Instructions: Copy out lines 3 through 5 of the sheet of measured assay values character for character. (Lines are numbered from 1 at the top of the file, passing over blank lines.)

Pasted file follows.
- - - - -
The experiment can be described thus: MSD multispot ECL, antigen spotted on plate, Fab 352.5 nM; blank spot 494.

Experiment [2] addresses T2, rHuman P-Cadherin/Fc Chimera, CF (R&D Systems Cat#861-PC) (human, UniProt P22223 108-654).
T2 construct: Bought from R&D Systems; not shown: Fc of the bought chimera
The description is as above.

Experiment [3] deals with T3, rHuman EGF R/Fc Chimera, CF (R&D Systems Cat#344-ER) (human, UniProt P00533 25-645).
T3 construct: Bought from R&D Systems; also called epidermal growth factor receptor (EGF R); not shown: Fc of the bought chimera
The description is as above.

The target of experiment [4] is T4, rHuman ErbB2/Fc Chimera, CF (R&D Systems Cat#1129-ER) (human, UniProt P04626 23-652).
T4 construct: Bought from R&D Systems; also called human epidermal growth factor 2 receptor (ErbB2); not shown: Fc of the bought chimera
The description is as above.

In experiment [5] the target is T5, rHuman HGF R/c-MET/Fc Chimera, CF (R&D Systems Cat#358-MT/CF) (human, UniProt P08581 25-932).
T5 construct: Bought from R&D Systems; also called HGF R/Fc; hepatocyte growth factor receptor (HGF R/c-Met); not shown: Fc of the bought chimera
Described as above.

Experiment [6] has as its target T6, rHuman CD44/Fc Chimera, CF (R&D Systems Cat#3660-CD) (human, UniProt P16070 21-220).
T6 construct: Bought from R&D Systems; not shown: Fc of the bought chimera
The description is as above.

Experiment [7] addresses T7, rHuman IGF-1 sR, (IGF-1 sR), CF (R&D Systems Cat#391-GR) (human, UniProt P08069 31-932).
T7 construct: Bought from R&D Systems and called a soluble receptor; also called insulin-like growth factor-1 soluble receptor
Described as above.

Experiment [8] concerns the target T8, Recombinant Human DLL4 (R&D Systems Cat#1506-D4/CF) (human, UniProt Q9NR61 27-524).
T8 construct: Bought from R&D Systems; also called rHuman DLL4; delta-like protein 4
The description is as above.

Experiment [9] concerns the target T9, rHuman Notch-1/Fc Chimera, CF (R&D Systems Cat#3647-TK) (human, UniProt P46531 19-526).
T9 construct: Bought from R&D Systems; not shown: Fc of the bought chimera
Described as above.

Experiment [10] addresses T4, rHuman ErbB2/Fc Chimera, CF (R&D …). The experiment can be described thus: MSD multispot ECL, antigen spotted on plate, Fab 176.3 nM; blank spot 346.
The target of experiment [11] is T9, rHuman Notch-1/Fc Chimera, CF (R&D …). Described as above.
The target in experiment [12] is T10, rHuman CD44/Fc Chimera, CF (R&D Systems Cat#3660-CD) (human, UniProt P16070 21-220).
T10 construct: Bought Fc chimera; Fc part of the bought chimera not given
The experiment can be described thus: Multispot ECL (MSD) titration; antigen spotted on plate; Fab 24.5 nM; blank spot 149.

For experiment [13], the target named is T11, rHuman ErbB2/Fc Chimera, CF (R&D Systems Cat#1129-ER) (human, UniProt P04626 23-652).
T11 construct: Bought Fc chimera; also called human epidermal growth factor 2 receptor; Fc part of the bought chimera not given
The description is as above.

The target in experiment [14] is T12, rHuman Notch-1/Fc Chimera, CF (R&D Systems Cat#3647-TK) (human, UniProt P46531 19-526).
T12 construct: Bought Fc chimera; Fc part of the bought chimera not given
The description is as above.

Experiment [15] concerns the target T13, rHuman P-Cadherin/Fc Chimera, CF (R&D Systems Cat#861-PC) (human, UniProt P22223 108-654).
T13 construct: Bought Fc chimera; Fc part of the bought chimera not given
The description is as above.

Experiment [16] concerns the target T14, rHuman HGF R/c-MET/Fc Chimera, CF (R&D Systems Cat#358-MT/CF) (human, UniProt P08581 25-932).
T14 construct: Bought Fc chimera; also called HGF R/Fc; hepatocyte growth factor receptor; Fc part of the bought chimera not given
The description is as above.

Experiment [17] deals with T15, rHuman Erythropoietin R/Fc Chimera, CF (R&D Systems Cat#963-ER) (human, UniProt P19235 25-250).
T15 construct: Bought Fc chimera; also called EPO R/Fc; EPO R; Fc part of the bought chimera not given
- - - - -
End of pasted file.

T2 construct: Bought from R&D Systems; not shown: Fc of the bought chimera
The description is as above.

Experiment [3] deals with T3, rHuman EGF R/Fc Chimera, CF (R&D Systems Cat#344-ER) (human, UniProt P00533 25-645).